The 5 Most Ridiculous Love Lessons From 'Sex and the City'
Fifteen years after its premiere, Sex and the City remains groundbreaking, fun, sexy, and firmly entrenched in our hearts and minds. But though it aptly taught millions of love-starved fans about the hazards and wonders of dating in the big, bad city, certain love lessons from Sex and the City are as ridiculous as Carrie Bradshaw’s weirdest outfits.
1. There are no men outside of Manhattan.
Once, and only once, do I recall seeing one of the four women — Samantha — date a man who lives outside Manhattan. She met him on Staten Island after Carrie dragged her three girlfriends there in the season three opener. For the rest of the show, the other boroughs didn't seem to exist.
Don’t believe me? Mr. Big was a Wall Street tycoon who lived in an undisclosed location in Manhattan before moving to Napa, California. Jack Burger had a house in the Hamptons and a place in the city. Aiden Shaw lived right in downtown Manhattan. Aleksandr Petrovsky’s loft was somewhere downtown, too. Steve Brady was a Queens boy living in a dumpy Manhattan apartment. Trey MacDougall's digs were on Park Avenue, and Harry Goldenblatt's bachelor pad appeared to be near his midtown office. It’s conceivable that Smith Jared lived in another borough, but Samantha met him in a hip Manhattan restaurant, and they practically moved in together after that.
Any true New Yorker knows there are plenty of men and women outside the relatively tiny island of Manhattan. Even successful lawyers, doctors, and Wall Street tycoons, like the Sex and the City women were used to dating, sometimes settle in the boroughs for a little more peace and quiet, not to mention a bigger bang for their buck. Though some New Yorkers like to think Manhattan is the center of the universe, it’s not.
2. Romance is dead.
In a season six episode titled "The Ick Factor," the women make fun of grand gestures of romance such as playing the piano for a woman or reading her a poem. "Ick!" Miranda declares when hearing about Carrie’s adventures. And Carrie literally faints when her boyfriend, the uber romantic Aleksandr Petrovsky, tries to dance with her to music being played outside Lincoln Center.
It is hard to believe that modern women are incapable of appreciating romance. Night after night of ball gowns and violins might be too much for any person, but the occasional poem or ballroom dance seems like a great way to keep excitement and intrigue from dissipating from the relationship, especially if there's genuine emotion behind it.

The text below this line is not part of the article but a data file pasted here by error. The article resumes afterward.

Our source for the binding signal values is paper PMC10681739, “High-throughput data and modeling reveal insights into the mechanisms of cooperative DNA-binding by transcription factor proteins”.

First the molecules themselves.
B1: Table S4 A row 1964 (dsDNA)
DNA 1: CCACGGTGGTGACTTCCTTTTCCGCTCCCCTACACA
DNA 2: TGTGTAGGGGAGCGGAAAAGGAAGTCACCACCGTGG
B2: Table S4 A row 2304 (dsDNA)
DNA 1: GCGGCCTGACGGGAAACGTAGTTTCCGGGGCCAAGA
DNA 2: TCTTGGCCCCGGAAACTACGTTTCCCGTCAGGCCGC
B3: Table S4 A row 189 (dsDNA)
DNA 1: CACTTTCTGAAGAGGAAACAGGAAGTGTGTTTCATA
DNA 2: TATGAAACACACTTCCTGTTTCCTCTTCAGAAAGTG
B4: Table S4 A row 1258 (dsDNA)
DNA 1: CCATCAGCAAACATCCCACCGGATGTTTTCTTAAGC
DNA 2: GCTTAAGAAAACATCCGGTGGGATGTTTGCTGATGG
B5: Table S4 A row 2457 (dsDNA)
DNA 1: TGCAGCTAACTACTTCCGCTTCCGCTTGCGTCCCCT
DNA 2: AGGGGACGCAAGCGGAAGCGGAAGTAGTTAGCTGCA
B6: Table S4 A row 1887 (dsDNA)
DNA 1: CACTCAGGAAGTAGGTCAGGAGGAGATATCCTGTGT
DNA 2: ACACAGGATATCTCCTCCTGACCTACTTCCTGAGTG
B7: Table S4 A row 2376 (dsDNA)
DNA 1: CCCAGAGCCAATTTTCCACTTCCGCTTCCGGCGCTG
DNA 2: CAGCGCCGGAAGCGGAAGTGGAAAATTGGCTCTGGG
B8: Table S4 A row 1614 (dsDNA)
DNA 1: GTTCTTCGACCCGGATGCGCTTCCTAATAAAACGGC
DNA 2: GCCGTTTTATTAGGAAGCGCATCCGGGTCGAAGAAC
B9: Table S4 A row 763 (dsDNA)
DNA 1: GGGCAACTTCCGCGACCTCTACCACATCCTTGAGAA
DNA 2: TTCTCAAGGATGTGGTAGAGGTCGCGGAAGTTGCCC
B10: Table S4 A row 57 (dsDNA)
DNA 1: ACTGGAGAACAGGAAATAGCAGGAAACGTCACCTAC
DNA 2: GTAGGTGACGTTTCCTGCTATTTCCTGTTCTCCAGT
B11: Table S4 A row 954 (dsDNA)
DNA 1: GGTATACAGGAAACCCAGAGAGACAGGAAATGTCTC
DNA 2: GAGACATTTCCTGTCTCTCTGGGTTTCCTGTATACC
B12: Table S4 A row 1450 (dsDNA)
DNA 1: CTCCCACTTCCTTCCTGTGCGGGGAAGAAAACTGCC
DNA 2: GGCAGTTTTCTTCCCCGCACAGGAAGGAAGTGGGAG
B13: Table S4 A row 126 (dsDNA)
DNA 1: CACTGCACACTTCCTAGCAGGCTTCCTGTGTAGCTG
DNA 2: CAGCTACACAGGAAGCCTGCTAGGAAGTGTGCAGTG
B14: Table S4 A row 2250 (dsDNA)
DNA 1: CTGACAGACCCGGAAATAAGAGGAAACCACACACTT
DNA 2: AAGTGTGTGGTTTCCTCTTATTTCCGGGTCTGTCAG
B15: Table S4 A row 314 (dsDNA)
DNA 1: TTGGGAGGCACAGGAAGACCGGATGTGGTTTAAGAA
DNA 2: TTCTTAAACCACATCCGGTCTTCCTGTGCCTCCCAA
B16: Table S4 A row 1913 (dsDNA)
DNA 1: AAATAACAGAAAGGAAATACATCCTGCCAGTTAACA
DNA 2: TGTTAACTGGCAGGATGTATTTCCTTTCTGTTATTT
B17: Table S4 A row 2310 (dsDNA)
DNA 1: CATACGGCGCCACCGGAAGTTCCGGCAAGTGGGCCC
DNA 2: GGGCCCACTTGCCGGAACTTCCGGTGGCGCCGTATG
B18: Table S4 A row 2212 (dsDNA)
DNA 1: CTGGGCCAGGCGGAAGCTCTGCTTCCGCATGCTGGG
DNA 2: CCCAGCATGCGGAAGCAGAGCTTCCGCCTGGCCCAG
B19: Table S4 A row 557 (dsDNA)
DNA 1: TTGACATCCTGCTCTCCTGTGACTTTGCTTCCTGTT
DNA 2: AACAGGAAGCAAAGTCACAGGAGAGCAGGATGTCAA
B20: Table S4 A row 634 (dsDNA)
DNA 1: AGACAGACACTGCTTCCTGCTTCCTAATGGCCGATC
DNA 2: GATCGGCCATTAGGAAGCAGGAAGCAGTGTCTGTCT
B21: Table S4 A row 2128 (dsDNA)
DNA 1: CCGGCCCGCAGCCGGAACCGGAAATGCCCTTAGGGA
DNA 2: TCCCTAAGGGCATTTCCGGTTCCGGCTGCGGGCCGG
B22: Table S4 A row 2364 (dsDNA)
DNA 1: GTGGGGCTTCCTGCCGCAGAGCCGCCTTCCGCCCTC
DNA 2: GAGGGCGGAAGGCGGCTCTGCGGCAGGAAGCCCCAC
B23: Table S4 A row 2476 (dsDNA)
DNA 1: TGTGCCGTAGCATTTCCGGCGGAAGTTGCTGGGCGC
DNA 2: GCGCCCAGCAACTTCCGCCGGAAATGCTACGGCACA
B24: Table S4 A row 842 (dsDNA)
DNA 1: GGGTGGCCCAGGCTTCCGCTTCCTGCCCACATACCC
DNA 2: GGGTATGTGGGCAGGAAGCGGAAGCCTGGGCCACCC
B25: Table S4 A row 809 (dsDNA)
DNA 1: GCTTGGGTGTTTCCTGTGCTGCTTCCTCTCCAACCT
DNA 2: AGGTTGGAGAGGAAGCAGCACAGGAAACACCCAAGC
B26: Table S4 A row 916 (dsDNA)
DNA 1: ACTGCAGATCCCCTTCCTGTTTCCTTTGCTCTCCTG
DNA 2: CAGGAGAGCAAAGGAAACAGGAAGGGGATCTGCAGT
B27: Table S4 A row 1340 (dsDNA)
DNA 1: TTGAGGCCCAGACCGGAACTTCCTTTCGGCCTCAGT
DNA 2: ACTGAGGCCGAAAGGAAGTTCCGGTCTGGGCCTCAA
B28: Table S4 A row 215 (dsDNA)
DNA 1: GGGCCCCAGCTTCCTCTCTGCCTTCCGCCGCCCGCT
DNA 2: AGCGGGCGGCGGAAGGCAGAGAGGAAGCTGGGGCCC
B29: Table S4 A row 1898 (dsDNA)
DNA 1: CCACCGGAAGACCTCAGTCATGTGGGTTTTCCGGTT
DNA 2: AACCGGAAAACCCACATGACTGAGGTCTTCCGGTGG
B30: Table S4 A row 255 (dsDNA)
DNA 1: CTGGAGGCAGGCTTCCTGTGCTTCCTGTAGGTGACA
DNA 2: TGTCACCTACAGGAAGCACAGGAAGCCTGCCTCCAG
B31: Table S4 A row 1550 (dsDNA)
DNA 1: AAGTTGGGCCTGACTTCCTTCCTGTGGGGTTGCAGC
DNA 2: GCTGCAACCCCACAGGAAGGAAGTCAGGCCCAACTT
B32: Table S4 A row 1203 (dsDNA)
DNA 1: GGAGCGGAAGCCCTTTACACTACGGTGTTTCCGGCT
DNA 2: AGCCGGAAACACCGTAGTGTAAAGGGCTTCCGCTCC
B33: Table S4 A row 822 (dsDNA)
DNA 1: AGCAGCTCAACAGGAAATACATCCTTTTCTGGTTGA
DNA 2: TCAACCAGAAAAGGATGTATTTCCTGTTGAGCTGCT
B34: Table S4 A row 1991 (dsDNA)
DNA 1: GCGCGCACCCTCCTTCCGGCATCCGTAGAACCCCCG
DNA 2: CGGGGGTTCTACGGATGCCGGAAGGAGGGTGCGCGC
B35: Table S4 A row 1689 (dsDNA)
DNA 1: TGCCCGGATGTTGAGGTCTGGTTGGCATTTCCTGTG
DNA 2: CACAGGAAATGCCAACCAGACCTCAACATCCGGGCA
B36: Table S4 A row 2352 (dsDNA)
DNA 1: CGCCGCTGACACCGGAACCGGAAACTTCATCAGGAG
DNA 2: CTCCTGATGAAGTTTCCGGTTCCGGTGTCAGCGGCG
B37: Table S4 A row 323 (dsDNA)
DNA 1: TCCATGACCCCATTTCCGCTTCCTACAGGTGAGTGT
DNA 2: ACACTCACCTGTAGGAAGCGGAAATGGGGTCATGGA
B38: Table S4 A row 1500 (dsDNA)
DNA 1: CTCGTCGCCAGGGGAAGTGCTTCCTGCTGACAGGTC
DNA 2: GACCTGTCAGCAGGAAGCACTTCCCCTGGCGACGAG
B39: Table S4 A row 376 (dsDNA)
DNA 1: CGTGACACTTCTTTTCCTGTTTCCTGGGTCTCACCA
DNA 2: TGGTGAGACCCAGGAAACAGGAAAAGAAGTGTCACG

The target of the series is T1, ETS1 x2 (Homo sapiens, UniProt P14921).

3. Bras are comfortable when making love.
When the actresses wanted to cover up during love scenes, they wore bras. I am not a woman, but I’ve been assured by many of them that wearing a bra during lovemaking is uncomfortable and unrealistic. In the context of the show, the idea is equally unrealistic. Four women with as much command of their sexuality as Carrie, Charlotte, Miranda, and (especially) Samantha would probably have known this.
4. Guys should never bring carnations on a first date.
In a season six episode, a Jewish mother sets Charlotte up with her son. The date is boring, but the guy tries to be sweet by bringing Charlotte flowers on their first date: carnations. Which, according to both Charlotte and Carrie, are "filler flowers." Receiving the gift sends Charlotte over the edge, and immediately helps her conclude this is not the man for her.
Carrie’s boyfriend, Jack Burger, is the only voice of reason in the scene. He asks the women if they would really dump a man for bringing them carnations. Carrie says no, but only because she happens to like carnations. Otherwise, the dude is out of luck.
5. Women just want to be rescued.
In an early episode of the series, Charlotte sits at the brunch table with her friends and declares that women just want to be rescued. This immediately provokes harsh responses from her friends. Carrie, however, goes on to wonder if Charlotte is right.
For better or for worse, it appears that Charlotte is.
Though the show is meant to portray four independent, professional women in control of their sex and love lives, each woman appears to be rescued by her man by the series finale. After all, Charlotte moves up in station by marrying and divorcing Trey, keeping his Park Avenue apartment in the process. Her second husband, a prominent New York attorney, moves into this apartment with her. Though they start dating when he is but a mere bartender, Miranda marries Steve only after he becomes a successful business owner. Carrie is quite literally rescued by Mr. Big from the abusive clutches of Aleksandr Petrovsky in the series finale. And even Samantha, a successful businesswoman who single-handedly built Smith Jared’s Hollywood career, becomes richer and more powerful by attaching herself to Smith’s rising star.
The fact that all four women’s lives improved because of their husbands’ status is quite a big letdown. The opposite scenario is extremely possible, and would even have been in keeping with the show's progressive tendencies. Still, despite some flaws, Sex and the City was a thoughtful exploration of love and life that continues to inform and entertain.